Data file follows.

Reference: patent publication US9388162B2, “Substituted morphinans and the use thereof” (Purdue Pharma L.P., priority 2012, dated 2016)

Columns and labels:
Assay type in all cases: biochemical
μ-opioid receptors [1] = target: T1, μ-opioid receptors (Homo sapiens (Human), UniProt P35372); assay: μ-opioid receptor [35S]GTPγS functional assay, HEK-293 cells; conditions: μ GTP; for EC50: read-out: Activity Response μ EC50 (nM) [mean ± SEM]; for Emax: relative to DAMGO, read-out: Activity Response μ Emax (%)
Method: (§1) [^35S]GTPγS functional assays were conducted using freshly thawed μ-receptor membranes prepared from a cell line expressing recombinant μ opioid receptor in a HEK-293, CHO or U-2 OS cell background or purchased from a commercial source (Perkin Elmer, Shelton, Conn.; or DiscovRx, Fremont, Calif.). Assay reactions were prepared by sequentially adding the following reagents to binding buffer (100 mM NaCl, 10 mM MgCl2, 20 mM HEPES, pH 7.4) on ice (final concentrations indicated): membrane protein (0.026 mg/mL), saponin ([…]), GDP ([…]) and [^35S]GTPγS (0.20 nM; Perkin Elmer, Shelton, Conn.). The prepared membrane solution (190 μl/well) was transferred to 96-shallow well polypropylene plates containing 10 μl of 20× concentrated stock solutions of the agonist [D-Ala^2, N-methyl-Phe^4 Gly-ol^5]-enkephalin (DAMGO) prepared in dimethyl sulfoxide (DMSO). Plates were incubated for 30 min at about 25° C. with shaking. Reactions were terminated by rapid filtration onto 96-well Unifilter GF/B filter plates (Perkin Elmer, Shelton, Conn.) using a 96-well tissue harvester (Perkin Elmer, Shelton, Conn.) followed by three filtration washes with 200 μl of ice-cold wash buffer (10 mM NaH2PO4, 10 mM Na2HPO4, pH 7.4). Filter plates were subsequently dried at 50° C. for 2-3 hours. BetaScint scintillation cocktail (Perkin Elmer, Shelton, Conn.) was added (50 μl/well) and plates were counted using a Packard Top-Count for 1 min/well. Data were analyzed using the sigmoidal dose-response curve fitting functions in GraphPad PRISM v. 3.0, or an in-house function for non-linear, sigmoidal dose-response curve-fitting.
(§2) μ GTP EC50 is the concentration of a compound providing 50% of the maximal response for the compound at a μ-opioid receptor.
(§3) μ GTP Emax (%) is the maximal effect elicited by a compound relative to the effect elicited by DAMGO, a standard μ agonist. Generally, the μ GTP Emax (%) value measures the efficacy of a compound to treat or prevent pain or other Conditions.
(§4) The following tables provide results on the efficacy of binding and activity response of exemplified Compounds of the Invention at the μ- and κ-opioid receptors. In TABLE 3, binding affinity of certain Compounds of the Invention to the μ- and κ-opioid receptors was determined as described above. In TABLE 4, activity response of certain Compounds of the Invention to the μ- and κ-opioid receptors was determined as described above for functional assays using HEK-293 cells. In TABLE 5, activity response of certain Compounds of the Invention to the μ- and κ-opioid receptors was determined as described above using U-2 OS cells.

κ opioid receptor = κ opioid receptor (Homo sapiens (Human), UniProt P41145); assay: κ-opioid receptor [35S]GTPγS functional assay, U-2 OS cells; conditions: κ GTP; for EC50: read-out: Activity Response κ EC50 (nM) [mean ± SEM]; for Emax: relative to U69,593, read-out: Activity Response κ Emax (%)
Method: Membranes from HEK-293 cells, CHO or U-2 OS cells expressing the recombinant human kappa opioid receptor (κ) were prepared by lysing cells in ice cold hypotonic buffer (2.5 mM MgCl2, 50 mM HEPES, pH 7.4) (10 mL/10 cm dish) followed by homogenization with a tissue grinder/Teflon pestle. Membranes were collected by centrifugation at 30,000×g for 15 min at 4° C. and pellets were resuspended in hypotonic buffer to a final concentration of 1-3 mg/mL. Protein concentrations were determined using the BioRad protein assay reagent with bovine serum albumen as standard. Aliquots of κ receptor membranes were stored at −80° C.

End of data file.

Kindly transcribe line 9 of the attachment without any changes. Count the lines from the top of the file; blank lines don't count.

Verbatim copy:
κ opioid receptor = κ opioid receptor (Homo sapiens (Human), UniProt P41145); assay: κ-opioid receptor [35S]GTPγS functional assay, U-2 OS cells; conditions: κ GTP; for EC50: read-out: Activity Response κ EC50 (nM) [mean ± SEM]; for Emax: relative to U69,593, read-out: Activity Response κ Emax (%)